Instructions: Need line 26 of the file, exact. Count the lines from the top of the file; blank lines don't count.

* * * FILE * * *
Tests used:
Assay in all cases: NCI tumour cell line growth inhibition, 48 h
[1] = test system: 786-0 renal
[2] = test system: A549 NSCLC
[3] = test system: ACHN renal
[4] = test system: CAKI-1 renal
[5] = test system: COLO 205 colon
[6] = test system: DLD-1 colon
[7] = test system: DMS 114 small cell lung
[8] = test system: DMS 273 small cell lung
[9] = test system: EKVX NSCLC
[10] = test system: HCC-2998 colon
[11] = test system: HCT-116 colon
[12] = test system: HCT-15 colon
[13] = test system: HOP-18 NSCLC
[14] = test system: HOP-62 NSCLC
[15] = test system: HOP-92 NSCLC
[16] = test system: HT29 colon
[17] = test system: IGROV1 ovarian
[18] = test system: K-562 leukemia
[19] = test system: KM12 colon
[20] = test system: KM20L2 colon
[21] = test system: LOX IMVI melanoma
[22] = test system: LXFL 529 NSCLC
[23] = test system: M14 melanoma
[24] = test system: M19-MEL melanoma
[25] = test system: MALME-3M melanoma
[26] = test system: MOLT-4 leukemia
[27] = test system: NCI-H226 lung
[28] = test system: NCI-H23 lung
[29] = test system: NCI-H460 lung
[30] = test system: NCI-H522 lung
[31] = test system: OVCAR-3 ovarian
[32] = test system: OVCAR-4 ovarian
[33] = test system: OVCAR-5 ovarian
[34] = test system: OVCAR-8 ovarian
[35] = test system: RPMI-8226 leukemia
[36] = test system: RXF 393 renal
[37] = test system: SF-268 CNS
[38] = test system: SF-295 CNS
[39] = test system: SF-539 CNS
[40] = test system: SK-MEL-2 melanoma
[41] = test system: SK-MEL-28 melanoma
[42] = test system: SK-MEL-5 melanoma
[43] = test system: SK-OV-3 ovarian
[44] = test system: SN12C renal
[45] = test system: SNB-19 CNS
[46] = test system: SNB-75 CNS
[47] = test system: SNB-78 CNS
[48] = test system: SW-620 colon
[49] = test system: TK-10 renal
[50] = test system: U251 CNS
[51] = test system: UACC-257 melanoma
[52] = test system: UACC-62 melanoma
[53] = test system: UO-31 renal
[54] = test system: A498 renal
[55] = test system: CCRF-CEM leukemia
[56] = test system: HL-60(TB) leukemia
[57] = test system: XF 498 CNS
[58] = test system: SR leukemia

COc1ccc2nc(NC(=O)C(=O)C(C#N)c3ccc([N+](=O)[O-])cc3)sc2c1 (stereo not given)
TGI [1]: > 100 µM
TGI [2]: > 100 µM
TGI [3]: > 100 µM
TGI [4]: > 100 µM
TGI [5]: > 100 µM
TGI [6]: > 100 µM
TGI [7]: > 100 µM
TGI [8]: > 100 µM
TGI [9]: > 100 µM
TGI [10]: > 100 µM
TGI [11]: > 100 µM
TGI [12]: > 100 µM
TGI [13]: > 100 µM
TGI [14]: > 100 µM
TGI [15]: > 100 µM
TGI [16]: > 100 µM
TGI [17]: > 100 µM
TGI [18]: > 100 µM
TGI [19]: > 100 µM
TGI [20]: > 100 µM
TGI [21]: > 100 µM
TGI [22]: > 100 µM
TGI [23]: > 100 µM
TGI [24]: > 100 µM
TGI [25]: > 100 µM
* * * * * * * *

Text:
[24] = test system: M19-MEL melanoma